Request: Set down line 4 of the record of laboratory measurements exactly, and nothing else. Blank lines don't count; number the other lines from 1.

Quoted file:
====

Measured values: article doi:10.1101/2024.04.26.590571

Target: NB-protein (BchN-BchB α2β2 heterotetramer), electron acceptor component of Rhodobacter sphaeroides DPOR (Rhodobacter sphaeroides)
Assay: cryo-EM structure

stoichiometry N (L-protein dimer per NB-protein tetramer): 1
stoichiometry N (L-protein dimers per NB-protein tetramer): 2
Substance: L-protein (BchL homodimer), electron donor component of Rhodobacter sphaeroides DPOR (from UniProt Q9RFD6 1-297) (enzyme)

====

stoichiometry N (L-protein dimer per NB-protein tetramer): 1